Giving Hope…

Christmas. New Year’s. Birthdays. All special days — days that should fill us with the best emotions life has to offer. Emotions that cannot be bought or quantified. Emotions as essential to us as life itself – peace, joy, and hope—especially hope.

For Andrea Eason, there was a time when the peace of Christmas was taken by the anxiety of test results. The celebration of New Year’s was taken by the raw emotion of a breast cancer diagnosis. The joy of another birthday was taken by an upcoming mastectomy.

Cancer has taken too much. Cancer often takes our sense of peace, our joy. But through the very worst, hope prevails. Hope is stronger than cancer. Even when cancer takes, hope continues to give.

Knowing Andrea is to receive the gift of hope.

In Andrea, other women see a fighter. Someone who refused to think the worst, but chose to live at her best. Someone who battled breast cancer as a single mother while balancing her career as a partner in her accounting firm. Andrea encourages women to do their own research, investigate their best options, and make decisions based on what is best for them. She is someone who handles the uncertainties of life, particularly life with cancer, with grace and courage.

Coach Yow gave us a similar example, fighting cancer with the shield of hope and a sword of grace. She was someone who refused to forfeit the joys of life, even in the most difficult of times, to the unrelenting power of cancer.

In these women we see all that is possible. We see the power of the human spirit and the best that exists in each of us. Watching these incredible women not just survive, but live — this gives us strength, this gives us hope.

And we know, hope cannot be taken. Hope can only be given.

Of course, we know that each diagnosis is different. Each journey contains its own challenges, presents its own battles. Each story starts and ends in a slightly different place. But each journey has the opportunity to generate hope. The kind of hope that can sustain others through the extremes of life. Andrea’s life with cancer generates hope. Long-lasting hope.

There are over 15 million people in the United States living with cancer today. They give us hope. They give each other hope.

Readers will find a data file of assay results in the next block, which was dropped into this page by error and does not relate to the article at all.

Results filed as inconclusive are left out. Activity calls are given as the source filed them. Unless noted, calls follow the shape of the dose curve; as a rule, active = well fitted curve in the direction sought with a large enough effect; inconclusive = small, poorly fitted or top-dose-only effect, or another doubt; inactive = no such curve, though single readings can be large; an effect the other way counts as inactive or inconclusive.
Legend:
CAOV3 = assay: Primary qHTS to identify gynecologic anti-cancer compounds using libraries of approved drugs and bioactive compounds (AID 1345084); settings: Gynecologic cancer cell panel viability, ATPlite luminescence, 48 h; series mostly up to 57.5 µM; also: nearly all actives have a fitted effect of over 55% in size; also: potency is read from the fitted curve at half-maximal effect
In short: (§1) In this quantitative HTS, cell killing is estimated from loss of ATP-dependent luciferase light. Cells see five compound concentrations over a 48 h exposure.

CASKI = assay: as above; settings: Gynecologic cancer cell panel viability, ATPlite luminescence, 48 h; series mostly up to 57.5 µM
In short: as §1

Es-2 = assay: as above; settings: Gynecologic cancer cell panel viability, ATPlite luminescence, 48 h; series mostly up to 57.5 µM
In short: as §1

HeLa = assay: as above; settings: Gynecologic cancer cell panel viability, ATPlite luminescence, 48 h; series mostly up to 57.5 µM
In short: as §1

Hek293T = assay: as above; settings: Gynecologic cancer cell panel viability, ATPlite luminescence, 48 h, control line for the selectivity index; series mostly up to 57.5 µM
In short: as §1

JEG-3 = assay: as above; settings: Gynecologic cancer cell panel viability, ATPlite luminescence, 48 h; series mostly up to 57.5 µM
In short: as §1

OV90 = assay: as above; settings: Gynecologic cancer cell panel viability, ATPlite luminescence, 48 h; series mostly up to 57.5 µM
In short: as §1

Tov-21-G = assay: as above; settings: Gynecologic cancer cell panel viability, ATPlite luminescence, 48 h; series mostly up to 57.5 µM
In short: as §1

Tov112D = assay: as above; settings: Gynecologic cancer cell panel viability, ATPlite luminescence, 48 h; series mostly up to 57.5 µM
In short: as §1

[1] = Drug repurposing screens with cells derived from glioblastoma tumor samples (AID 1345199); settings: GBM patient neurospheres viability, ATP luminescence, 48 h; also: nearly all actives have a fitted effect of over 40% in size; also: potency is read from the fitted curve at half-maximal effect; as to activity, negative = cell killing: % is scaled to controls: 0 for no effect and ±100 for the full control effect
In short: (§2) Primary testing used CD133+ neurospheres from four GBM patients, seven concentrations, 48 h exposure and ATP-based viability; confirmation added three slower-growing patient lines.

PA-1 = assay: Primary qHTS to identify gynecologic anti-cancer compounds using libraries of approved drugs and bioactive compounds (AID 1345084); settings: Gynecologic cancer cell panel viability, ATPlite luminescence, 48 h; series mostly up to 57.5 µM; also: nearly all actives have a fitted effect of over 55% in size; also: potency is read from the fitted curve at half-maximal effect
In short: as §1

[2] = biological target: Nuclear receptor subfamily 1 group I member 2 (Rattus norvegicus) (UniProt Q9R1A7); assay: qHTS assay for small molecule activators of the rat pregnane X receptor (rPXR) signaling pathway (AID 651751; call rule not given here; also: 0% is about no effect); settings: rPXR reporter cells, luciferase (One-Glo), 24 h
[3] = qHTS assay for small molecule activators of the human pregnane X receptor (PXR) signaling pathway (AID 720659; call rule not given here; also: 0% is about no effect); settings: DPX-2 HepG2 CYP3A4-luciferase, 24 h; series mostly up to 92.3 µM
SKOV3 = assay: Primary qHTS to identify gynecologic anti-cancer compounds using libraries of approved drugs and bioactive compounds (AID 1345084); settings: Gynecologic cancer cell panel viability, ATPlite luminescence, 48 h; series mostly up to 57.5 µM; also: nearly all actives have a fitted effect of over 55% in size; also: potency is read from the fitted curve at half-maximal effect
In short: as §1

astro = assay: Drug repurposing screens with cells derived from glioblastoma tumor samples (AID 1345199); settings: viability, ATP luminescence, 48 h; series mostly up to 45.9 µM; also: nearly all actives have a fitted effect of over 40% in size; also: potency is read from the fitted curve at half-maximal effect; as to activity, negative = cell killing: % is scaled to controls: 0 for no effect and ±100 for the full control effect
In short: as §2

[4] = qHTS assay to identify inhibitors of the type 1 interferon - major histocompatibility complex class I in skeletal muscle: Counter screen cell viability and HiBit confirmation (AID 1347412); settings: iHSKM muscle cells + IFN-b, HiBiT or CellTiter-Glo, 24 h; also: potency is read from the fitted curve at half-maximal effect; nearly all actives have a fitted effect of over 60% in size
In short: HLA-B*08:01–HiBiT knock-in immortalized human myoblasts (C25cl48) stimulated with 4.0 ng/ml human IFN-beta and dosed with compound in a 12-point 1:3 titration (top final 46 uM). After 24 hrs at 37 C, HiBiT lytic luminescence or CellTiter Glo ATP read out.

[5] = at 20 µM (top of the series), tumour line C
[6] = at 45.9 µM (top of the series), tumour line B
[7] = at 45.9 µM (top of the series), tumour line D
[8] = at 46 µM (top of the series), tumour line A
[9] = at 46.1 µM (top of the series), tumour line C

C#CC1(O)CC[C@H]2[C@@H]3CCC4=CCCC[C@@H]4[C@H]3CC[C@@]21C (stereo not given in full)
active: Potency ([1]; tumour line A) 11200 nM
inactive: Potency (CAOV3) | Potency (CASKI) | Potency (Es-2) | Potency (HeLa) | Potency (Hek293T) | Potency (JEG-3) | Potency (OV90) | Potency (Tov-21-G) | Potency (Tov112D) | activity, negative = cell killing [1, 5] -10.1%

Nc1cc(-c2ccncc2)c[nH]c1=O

Andrea Eason does not believe that her journey with cancer is particularly remarkable. But it is. Andrea’s journey gives hope to others. And giving hope is beyond remarkable – it is extraordinary.


To donate to the Kay Yow Cancer Fund, click here.

Using Cancer…

Some of the things Cindy Alexander says belong on a shirt or a poster. Better yet, they belong in a song.

Cindy is an artist. She uses her music to raise money for the Kay Yow Cancer Fund and awareness for ALL women’s cancers. She is on tour this summer and donating the proceeds to the Fund. But it is bigger than that. Way bigger.

Cindy is the mother of two 8 year old children. She is teaching them how to use their passions for a cause. She is teaching them how to give. Actually, she is teaching a lot of people how to give.

Her journey with cancer started when her kids were young. They were too young for a lot of things. Too young to understand cancer.

Then again, are any of us “old enough” to understand cancer?

In talking with Cindy, it becomes apparent that her intention is not at all to understand cancer. It is to use cancer. And she is.

She is using cancer as a platform to give back. She is using cancer to teach others how to do the same.

She is using cancer as a reason not simply to exist, but to live and to thrive.

She is using cancer as a reminder of her own mortality. Not in a scary way, but in a way of immense gratitude. Gratitude for each day, each moment.

She is using cancer to show her kids that making a life is more important than making a living.

One day her kids will understand that when they were 4 years old, their mom faced a scary opponent. They will understand why their mom goes for check-ups less and less frequently. They will understand why each of those follow-up scans ignites fear. But they will understand that their mom conquers fear.

Cindy Alexander never met Coach Yow. She wishes she had. She says she understands from what she reads that Coach Yow had “giving energy.”

Yes. Yes, she did.

The giving energy is something Cindy recognizes, because, she too, has it. If cancer is hard to understand, giving is not. The great thing about the gifts that Cindy and Coach Yow have given is that they can never be taken away. They will always remain.

The unfortunate reality that we all understand is that cancer takes too much away from us. But, the victory is in those people, like Coach Yow and Cindy, who have “giving energy.” They give us hope and hope cannot be taken away.


To donate to the Kay Yow Cancer Fund, click here.

For more information on Cindy Alexander or to check out upcoming tour dates, click here.

Photo credit Don Adkins.